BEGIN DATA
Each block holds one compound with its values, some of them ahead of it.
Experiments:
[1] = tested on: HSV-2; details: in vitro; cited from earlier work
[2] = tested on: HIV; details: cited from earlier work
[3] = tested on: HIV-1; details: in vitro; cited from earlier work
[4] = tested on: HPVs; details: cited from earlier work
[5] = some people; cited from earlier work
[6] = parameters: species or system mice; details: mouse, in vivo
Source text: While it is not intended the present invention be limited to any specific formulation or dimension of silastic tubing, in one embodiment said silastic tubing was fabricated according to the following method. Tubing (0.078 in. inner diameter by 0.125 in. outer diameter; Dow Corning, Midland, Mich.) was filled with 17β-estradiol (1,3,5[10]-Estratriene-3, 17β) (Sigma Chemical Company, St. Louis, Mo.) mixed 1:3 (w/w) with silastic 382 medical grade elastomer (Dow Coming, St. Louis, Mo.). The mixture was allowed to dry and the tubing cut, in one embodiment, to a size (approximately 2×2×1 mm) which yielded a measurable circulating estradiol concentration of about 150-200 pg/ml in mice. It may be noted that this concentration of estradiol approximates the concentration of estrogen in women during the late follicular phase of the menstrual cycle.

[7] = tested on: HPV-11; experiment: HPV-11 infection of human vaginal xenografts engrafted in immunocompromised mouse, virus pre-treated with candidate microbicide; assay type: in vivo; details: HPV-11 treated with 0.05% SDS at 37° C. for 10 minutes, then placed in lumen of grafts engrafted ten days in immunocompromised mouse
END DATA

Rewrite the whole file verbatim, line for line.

Each block holds one compound with its values, some of them ahead of it.
Experiments:
[1] = tested on: HSV-2; details: in vitro; cited from earlier work
[2] = tested on: HIV; details: cited from earlier work
[3] = tested on: HIV-1; details: in vitro; cited from earlier work
[4] = tested on: HPVs; details: cited from earlier work
[5] = some people; cited from earlier work
[6] = parameters: species or system mice; details: mouse, in vivo
Source text: While it is not intended the present invention be limited to any specific formulation or dimension of silastic tubing, in one embodiment said silastic tubing was fabricated according to the following method. Tubing (0.078 in. inner diameter by 0.125 in. outer diameter; Dow Corning, Midland, Mich.) was filled with 17β-estradiol (1,3,5[10]-Estratriene-3, 17β) (Sigma Chemical Company, St. Louis, Mo.) mixed 1:3 (w/w) with silastic 382 medical grade elastomer (Dow Coming, St. Louis, Mo.). The mixture was allowed to dry and the tubing cut, in one embodiment, to a size (approximately 2×2×1 mm) which yielded a measurable circulating estradiol concentration of about 150-200 pg/ml in mice. It may be noted that this concentration of estradiol approximates the concentration of estrogen in women during the late follicular phase of the menstrual cycle.

[7] = tested on: HPV-11; experiment: HPV-11 infection of human vaginal xenografts engrafted in immunocompromised mouse, virus pre-treated with candidate microbicide; assay type: in vivo; details: HPV-11 treated with 0.05% SDS at 37° C. for 10 minutes, then placed in lumen of grafts engrafted ten days in immunocompromised mouse